The clearance at Lisgobbin was just one act in the large-scale plans to carry out a new ‘plantation of Roscommon’ by replacing starving tenants with prosperous English farmers from Norfolk and elsewhere. English and Scottish newspapers at the time carried advertisements about the vast swathes of land which awaited them in Roscommon. Many took up the offer, as they did from other Irish counties including Wicklow, Laois and Clare. However, there was pessimism, for example, on the part of the Roscommon Messenger newspaper who believed that the hoped for English tenants would not arrive in large numbers. Several Roscommon landlords were successful in renting their lands to English farmers, and families such as the Pearces and Elliots who took up holdings near to Roscommon Town were part of this plan.
In an effort to make way for new tenants, other proprietors did likewise. The evictions highlighted that the evictors did not just include the gentry and the aristocracy but also a significant number of merchants, shopkeepers and cattle dealers. Take for example the Frenchpark evictions in 1849, when more than 270 people were evicted from the townlands of Mullen, Raheela and Listrumneale, then owned by William Murphy of Smithfield, County Dublin. Murphy, it appears, had no connection with Roscommon and when rents were not forthcoming he duly sent a team of ‘wreckers’ to carry out the evictions. These evictions were widely criticised, as were others. In 1848 Peter McKeogh defended the decision to evict two tenants from the lands of Derrycunnane, near Kilglass, as they were ten years in arrears. In the same year 200 people were evicted by a middleman renting from a Mr. Ormsby near Roscommon Town and their houses levelled. At Gardenstown, near Boyle and Araghty, on the Galway/ Roscommon border, the landlord Nicholas Balfe evicted 42 people; at Slevin, near Castleplunkett, the representatives of the Goff minors evicted five; Charles Webber evicted seven people at Acres, near Roscommon, while Henry Moriarity and George Bolton were others who evicted at Ballyphesan and Lugboy. Three of the other large eviction scenes occurred in the vicinity of Boyle where Lord Lorton (45 people), Lord de Freyne (36 people) and from an estate which was in the Court of Chancery (91 people) all evicted tenants in the autumn of 1849.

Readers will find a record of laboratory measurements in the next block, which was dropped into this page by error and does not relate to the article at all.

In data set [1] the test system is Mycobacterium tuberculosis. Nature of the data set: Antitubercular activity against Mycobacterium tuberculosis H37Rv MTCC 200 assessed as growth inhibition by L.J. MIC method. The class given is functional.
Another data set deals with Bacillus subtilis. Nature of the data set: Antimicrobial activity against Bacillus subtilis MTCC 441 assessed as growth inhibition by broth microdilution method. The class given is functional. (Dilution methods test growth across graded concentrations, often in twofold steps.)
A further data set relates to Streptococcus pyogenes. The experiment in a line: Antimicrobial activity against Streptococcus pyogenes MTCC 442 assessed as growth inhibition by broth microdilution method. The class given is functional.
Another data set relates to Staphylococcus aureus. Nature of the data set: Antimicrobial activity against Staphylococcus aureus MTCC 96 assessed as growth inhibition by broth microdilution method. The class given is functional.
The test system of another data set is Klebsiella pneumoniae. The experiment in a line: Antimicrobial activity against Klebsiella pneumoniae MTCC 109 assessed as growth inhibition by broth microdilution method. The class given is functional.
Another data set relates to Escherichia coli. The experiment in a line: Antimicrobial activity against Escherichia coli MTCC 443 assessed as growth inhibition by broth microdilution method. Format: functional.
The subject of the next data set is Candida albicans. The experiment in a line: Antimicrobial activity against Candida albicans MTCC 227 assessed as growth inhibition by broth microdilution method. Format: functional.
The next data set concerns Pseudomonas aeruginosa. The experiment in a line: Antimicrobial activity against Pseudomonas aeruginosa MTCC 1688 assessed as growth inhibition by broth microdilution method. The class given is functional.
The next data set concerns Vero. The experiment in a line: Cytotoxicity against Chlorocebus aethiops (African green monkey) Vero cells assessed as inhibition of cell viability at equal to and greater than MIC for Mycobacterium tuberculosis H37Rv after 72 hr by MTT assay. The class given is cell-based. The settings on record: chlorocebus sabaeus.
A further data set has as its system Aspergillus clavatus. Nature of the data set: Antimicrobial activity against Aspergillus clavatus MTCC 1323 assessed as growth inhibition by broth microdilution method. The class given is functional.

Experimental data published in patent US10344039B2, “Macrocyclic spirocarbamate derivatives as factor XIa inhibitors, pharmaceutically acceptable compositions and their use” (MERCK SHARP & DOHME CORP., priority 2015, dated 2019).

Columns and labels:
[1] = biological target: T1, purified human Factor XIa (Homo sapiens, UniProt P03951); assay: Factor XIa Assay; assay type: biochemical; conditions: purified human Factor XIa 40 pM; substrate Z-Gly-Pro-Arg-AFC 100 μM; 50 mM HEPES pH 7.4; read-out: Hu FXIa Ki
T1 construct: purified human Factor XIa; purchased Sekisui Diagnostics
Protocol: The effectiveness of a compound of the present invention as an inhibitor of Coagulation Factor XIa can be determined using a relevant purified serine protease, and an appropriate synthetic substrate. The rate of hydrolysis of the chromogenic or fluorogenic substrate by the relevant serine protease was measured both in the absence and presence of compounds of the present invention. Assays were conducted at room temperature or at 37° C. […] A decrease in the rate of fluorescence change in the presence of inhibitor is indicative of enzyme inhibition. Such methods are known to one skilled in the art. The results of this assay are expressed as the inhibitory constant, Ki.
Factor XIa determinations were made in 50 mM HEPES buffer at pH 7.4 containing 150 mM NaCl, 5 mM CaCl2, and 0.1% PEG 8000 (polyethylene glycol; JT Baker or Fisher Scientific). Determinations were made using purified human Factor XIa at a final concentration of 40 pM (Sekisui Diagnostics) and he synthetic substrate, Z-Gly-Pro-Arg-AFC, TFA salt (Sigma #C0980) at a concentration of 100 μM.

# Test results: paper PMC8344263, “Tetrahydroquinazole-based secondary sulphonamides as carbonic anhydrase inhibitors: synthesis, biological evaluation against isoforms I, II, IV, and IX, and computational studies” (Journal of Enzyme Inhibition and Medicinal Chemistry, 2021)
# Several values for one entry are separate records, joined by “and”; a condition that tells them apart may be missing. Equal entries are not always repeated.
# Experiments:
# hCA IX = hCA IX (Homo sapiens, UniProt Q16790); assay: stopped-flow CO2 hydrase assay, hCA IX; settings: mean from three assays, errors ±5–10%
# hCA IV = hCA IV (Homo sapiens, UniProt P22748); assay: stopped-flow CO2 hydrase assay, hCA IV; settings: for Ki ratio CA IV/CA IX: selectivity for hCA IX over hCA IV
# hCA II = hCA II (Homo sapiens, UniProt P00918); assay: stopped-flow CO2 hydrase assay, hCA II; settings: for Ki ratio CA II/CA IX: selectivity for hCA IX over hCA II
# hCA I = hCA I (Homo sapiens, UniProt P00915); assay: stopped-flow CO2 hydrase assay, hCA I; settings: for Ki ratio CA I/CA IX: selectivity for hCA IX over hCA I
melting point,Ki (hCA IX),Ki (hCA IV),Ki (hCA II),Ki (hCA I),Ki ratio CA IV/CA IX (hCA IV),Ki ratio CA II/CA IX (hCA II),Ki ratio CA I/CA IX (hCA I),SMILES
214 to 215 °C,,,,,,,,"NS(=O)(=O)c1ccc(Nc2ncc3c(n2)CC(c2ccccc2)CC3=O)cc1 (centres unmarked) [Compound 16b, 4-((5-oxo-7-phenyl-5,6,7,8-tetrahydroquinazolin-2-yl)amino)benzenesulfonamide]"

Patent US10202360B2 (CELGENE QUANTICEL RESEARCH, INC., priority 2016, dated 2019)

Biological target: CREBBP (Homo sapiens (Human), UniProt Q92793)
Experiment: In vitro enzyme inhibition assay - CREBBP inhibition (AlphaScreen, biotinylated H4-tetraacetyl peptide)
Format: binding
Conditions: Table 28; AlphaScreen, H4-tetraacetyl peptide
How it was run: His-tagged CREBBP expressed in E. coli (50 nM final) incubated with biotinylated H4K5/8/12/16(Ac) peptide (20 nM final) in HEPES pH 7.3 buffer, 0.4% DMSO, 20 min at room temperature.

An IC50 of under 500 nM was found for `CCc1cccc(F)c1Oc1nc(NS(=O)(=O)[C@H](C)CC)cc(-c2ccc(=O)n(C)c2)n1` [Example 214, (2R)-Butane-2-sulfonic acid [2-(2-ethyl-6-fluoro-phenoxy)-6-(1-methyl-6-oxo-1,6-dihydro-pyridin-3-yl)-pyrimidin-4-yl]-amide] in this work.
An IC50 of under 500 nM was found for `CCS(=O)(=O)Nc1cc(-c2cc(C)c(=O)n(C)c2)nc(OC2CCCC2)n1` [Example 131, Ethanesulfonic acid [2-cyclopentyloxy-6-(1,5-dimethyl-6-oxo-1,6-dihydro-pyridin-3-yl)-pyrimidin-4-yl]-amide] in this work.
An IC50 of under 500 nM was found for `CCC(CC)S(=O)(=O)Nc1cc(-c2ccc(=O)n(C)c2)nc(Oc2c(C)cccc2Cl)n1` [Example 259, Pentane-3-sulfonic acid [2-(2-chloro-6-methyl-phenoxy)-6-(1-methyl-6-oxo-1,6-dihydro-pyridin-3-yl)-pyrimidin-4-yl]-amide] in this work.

The total annihilation of the people of Lisgobbin soon faded from popular social memory and today little evidence remains of this once-teeming population and settlement. How many more such settlements vanished from County Roscommon? In this, the 175th anniversary of the Great Famine, we should begin to explore these local issues further.
Dr. Ciaran Reilly is an historian of 19th & 20th Century Irish History at Maynooth University. He is the author of Strokestown and the Great Famine (published in 2014)